Well-being Impact Area: what did we learn in 2016?

Erin Dreiling Community, News 0 Comments

In 2016, the Community Foundation for Greater Atlanta launched Impact Areas with measurable objectives as a way to focus our financial, partnership and advocacy investments in the Atlanta region. As a starting point for future trend analysis, we have created an Impact Area dashboard that captures baseline values. The following narrative, drafted by Kathy Palumbo, our Well-being Impact Area lead, provides analysis and commentary of that data. The full set of metrics, in addition to all demographic and socioeconomic variables, can be found on the Foundation’s dashboard.

Well-being
Kathy Palumbo, public policy specialist

Communities with a high rate of well-being have access to quality health and medical care, enough food for individuals to maintain health and a commitment to understanding and practicing activities which prevent and mitigate chronic diseases. The metro Atlanta region is located within a state that historically has scored lower than other states on these indicators.

The data indicates an increase in the number of persons with health insurance, a reduction in the rate of food insecurity and the omnipresence of chronic diseases among our neighbors. The Foundation considers these metrics not as singular measures but as a class of data that are intricately connected.

Increased health insurance enrollment holds a promise of access to care and is expected to result in decreased use of emergency rooms for primary care as well as the rates of chronic diseases. Given the ongoing debate about regarding national health insurance products and the provision of services in rural communities, future data will impact trends during the next 5-10 years. This includes the availability of federal dollars for health insurance products and confirms the need for continuing, adaptive philanthropic investment in community-based health care and education.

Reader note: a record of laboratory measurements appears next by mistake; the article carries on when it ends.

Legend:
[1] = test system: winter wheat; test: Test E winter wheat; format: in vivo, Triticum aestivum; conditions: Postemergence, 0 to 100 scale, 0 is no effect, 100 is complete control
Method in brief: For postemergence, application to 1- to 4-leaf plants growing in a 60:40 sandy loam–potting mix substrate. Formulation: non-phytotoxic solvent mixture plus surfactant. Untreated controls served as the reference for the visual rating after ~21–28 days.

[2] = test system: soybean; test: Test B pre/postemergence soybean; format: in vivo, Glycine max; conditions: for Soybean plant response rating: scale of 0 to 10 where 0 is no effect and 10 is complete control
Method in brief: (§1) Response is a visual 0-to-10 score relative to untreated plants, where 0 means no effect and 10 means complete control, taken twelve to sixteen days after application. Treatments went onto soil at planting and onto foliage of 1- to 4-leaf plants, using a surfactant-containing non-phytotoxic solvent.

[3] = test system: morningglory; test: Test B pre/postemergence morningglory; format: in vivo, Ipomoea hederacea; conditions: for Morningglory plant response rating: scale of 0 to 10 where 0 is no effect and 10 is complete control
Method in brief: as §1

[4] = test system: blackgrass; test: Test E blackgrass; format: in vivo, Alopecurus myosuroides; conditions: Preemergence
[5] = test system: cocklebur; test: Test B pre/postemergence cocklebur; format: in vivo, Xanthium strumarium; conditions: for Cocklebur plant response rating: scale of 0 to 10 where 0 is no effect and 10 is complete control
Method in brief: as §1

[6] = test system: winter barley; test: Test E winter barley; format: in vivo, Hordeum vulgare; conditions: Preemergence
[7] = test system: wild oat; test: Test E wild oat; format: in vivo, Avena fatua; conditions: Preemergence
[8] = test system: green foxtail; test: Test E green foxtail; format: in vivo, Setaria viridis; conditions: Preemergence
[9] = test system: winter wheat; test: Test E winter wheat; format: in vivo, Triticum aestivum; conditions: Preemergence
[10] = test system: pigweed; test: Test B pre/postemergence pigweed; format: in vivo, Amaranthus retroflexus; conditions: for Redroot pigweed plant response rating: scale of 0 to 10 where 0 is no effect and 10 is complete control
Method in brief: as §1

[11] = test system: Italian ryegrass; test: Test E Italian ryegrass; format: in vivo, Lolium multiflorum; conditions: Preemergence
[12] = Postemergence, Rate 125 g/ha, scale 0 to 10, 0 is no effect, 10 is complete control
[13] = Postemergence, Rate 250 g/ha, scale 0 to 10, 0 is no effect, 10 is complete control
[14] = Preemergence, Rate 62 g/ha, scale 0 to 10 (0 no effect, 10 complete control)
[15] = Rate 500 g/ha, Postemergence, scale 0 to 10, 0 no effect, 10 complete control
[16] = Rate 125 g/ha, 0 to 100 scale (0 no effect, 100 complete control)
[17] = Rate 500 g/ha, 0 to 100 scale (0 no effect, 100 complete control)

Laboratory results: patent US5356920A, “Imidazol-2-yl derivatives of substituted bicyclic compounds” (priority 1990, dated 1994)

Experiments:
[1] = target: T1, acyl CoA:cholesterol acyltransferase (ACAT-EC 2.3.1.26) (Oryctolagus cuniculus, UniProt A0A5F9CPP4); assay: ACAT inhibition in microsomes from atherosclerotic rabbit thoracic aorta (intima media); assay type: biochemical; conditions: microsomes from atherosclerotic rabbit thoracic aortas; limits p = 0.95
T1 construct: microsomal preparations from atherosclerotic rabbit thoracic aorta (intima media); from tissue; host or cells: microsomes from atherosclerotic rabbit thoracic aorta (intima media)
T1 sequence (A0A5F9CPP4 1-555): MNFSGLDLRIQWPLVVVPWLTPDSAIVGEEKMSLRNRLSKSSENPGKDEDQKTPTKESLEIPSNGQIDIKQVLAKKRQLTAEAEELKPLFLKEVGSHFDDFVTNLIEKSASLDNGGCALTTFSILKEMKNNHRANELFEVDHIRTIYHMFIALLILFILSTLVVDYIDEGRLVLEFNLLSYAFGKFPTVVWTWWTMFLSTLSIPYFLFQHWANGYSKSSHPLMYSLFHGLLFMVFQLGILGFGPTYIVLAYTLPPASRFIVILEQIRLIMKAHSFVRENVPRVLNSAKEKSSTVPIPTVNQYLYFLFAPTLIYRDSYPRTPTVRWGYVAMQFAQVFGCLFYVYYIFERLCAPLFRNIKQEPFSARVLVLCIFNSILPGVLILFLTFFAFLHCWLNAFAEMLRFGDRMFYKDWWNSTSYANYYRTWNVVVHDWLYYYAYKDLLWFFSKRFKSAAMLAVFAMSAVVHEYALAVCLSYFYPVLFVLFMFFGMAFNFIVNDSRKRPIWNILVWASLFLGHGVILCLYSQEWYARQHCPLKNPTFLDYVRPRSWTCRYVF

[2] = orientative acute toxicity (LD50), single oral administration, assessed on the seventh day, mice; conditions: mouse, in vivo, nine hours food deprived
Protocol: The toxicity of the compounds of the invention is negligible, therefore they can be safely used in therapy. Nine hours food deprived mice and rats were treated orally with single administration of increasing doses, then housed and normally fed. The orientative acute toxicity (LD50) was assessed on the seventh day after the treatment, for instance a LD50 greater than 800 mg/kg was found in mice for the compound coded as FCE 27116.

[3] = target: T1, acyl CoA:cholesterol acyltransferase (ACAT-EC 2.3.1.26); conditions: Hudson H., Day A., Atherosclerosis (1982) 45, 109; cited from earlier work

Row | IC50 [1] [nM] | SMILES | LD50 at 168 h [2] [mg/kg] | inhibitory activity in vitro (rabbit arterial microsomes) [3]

The prevalence of new HIV/AIDS infections in our state (5th highest in the nation; 2,381 persons), despite effective prevention activities and new medical treatments, signals the need for new approaches. These can be designed to provide culturally competent prevention messages, an expansion of the availability of pharmaceutical advances to persons regardless of income and a recognition of the confluence of the opioid epidemic and newly acquired HIV infections. The Foundation’s Atlanta AIDS Fund has a long history of investing in nonprofits that provide prevention and care services. At this juncture, we are eager to explore ways in which local and national philanthropic dollars can better address the miasma which has produced such unnecessary disease and suffering.